Rest & Be Thankful

I’ve driven Loch Lomond & the Trossachs many times, mostly to get to the likes of Glencoe and Skye. But in March this year, we decided to explore the National Park proper.

This composition was taken from a spot called Rest And Be Thankful, named by soldiers who built the original military road through this valley (Glen Croe) in 1753. It was named so because the climb out of Glen Croe is so long and steep that it was traditional for travellers to rest at the top, and be thankful for having reached the highest point.

Camera: Sigma dp0 Quattro
Filters: Hoy slim polariser and a LEE 2-stop medium grad
ISO: 100
Aperture: f/8.0
Shutter Speed: 140
Software: Adobe Lightroom CC and Photoshop CC 2019.

 

Continents Collide

Hundreds of millions of years ago, the landmasses of England and Wales were separate from Scotland and Northern Ireland. Eventually they collided together, and the evidence of this collision is found at the Highland Boundary Fault. It passes through the Isle of Arran in the Southwest to Stonehaven in the Northeast, crossing Loch Lomond and Callander in the process.

Just north of the town of Callander you can hike down to Bracklinn Falls, a series of waterfalls and cascades cutting through a deep gorge that crosses the Highland Boundary Fault. The result is this dramatic scenery of gigantic boulders, deep plunge pools, and mossy woodland.

Camera: Sigma dp0 Quattro
Filters: Hoya slim polariser
ISO: 100
Aperture: f/20
Shutter Speed: 2.5secs
Software: Adobe Lightroom CC and Photoshop CC 2019.

 

The Human Experience

On one of the more rainier days around Loch Lomond & the Trossachs, we decided to hop on a train and browse around Glasgow, Scotland’s most populous city.

I’ve never been to Glasgow before and the city didn’t disappoint. One of the many sights we saw was the Kelvingrove Art Gallery & Museum, a gorgeous building designed in the Spanish Baroque style in 1901.

In the Life & Expression gallery there were 10s of these disembodied floating heads, all with different frozen expressions on their faces. Creepy. But also cool. They’re an installation called “Floating Heads” by artist Sophie Cave.

Camera: Google Pixel 3XL
ISO: 69
Aperture: f/1.8
Shutter Speed: 1100secs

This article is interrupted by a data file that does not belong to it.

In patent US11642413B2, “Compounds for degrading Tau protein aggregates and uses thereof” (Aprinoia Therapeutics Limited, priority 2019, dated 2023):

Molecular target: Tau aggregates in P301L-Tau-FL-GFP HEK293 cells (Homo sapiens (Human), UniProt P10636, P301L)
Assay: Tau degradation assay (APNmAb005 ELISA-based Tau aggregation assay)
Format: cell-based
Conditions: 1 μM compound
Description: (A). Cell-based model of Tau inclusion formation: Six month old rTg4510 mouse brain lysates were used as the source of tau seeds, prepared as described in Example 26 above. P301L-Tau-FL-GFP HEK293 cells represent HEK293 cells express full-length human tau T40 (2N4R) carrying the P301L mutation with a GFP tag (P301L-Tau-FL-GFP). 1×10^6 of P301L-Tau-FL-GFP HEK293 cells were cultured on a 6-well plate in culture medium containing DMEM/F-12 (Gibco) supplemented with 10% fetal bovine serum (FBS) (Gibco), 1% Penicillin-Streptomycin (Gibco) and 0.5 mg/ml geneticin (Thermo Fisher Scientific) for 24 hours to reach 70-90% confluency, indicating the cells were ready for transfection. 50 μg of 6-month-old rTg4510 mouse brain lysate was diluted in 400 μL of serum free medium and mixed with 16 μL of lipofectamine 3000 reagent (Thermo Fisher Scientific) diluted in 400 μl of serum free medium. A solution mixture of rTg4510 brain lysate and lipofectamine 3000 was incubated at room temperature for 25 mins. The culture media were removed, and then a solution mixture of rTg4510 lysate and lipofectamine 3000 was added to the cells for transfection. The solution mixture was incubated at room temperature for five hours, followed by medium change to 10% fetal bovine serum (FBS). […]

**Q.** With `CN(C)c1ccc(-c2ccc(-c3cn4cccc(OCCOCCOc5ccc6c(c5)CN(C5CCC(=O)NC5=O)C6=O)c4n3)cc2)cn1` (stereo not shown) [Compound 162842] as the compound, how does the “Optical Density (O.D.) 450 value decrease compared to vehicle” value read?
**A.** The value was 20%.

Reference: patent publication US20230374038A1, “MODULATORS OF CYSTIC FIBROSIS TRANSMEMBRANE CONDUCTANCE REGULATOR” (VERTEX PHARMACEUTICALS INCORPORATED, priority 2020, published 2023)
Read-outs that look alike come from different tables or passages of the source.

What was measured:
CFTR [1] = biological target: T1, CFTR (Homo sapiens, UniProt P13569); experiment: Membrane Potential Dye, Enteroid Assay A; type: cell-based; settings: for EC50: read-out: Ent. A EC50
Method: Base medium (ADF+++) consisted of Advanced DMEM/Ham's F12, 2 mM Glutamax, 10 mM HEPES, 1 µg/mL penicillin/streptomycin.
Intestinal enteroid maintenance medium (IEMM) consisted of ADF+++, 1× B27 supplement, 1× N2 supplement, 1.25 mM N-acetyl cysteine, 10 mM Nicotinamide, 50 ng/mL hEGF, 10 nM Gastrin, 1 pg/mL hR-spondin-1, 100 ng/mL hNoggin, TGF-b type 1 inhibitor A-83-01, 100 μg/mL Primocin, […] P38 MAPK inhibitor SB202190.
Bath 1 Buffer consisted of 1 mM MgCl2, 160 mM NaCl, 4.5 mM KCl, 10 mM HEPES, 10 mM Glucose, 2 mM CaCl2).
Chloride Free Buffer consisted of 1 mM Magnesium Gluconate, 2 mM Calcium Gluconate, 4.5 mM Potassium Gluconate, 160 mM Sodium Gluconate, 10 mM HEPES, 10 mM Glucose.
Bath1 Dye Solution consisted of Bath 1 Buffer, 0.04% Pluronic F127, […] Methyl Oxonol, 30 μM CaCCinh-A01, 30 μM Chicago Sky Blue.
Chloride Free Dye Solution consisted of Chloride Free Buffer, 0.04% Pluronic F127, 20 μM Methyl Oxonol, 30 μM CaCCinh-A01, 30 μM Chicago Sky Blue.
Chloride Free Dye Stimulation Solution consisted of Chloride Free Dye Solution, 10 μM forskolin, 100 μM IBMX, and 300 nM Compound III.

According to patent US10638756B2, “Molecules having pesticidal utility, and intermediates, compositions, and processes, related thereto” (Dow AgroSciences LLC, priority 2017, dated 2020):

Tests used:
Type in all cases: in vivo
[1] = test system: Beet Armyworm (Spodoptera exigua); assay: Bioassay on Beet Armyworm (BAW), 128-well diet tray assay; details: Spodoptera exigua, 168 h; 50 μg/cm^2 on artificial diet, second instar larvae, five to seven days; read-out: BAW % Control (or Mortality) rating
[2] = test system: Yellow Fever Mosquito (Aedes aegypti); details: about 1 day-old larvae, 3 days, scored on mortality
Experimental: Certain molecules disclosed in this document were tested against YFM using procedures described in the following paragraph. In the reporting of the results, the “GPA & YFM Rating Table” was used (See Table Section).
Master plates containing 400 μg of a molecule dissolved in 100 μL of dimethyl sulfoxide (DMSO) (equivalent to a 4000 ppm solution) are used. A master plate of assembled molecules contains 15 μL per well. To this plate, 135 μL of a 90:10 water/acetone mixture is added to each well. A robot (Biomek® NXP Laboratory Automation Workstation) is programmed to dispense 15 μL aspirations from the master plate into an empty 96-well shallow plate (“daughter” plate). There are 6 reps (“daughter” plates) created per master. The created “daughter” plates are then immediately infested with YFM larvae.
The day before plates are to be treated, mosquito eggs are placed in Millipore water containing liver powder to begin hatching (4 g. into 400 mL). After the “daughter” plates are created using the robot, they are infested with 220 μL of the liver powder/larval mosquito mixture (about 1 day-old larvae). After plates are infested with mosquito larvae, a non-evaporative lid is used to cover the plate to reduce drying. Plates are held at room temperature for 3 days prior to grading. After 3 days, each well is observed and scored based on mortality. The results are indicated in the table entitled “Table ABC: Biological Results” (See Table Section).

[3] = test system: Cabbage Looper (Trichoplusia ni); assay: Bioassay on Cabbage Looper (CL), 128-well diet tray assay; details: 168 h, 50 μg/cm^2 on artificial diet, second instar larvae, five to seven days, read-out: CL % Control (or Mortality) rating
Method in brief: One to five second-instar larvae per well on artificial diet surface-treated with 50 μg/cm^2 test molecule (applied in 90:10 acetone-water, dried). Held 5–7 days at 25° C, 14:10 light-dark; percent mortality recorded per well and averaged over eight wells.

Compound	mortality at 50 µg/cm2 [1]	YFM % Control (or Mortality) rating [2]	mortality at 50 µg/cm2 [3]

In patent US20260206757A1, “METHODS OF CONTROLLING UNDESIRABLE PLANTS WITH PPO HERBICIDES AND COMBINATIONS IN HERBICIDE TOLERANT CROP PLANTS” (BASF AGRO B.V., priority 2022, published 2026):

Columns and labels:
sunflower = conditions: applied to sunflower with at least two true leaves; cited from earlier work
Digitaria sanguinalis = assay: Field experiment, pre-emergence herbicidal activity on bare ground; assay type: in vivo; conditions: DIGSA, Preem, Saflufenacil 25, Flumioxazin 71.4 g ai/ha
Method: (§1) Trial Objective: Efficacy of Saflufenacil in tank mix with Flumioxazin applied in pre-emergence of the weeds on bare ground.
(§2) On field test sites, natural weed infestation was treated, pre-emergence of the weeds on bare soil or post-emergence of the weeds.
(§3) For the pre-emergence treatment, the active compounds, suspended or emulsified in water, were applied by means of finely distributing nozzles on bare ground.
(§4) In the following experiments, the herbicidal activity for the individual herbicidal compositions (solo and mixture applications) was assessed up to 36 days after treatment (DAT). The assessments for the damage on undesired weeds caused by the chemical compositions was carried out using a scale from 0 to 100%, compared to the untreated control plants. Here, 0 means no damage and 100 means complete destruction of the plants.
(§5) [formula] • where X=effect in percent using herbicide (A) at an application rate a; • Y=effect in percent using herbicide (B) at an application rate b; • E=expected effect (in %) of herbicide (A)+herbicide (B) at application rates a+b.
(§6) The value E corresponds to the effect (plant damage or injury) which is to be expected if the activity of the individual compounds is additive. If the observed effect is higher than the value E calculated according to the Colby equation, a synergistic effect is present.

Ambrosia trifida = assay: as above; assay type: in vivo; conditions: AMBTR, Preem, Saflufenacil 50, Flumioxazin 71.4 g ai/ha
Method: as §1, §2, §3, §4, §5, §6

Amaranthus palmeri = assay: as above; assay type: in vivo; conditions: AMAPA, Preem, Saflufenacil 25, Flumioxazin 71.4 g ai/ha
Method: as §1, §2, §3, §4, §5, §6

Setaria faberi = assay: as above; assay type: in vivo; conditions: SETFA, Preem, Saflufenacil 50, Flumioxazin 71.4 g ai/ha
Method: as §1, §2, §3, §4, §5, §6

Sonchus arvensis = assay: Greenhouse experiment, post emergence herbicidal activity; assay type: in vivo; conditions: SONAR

Software: Adobe Lightroom CC and Photoshop CC 2019.

 

On The Way To See The Cobbler

We arrived at our little cottage for the week after having very carefully driven through a blizzard. Whilst that meant we didn’t get to do or see much for the rest of the day, the following day was bright and clear, with pristine white mountains.

We used this opportunity of good weather to park up near the shore of Loch Long and hike up the short but steep trail towards a famous Scottish mountain: The Cobbler (also known as Beinn Artair, 884m/2,900ft) in the Arrochar Alps. Whilst we didn’t get to properly see the mountain due to hill fog, the view back down was just as spectacular.

Camera: Google Pixel 3XL
ISO: 71
Aperture: f/1.8
Shutter Speed: 111765secs
Software: Adobe Lightroom CC and Photoshop CC 2019.

 

Minimal Effort, Maximum Reward

There are a surprising number of waterfalls in the Loch Lomond & Trossachs National Park, certainly a lot more than I were expecting. By far one of the easiest to get to are the Falls of Falloch. Simply take the A82 north, beyond the shores of Loch Lomond, then follow the car park signs as the road heads northeast. A 5–10 minute walk from the car park brings you to this gorgeous waterfall. Easy.

Camera: Sigma dp0 Quattro
Filters: Hoya slim polariser
ISO: 100
Aperture: f/11
Shutter Speed: 0.3secs
Software: Adobe Lightroom CC and Photoshop CC 2019.

 

Body Without A Soul

As you enter the Kelvingrove Art Gallery & Museum, the Centre Hall opens up before in all its splendour. At the time of our visit we were greeted by a full-size reconstructed skeleton of a diplodocus, known as “Dippy On Tour”, which was seriously impressive.

Talking of impressive features, the Centre Hall of the Kelvingrove Art Gallery & Museum also hosts a huge illuminated pipe organ, commissioned at the same time as the building was constructed. It was demanded by councillors of Glasgow Corporation, saying that without the pipe organ “the art gallery would be a body without a soul”.

Camera: Google Pixel 3XL
ISO: 58
Aperture: f/1.8
Shutter Speed: 140secs
Software: Adobe Lightroom CC and Photoshop CC 2019.

 

The Fjords of Scotland

The Loch Lomond & Trossachs National Park is a good area to explore and realise the meandering mazes of Scotland’s sea lochs. Loch Goil in particular puts me in mind of the fjords of Norway or Iceland. In fact, the Scots word “firth”—as in Firth of Forth or Firth of Clyde—comes from the Old Norse word fjorðr, which means that the Scots firth and the Norwegian fjord are related.

You can thank the Vikings for that.

Camera: Sigma dp0 Quattro
Filters: Hoya slim polariser and LEE 2-stop hard grad
ISO: 100
Aperture: f/8
Shutter Speed: 120secs
Software: Adobe Lightroom CC and Photoshop CC 2019.

 

The Plunge

This composition was taken at Bracklinn Falls, right on the edge of the gorge as you look down into one of many of the sudden drops here.

There’s a bridge that crosses the gorge just a few yards to the right of this photo. Originally a steel construction that had been there for decades, it was washed away by a storm in 2004. Six years later a new wood and copper pyramidal design bridge was manually put in place across the gorge, all done by hand.

Camera: Sigma dp0 Quattro
Filters: Hoya slim polariser
ISO: 100
Aperture: f/22
Shutter Speed: 1.6secs
Software: Adobe Lightroom CC and Photoshop CC 2019.

 

More photos to be added soon…

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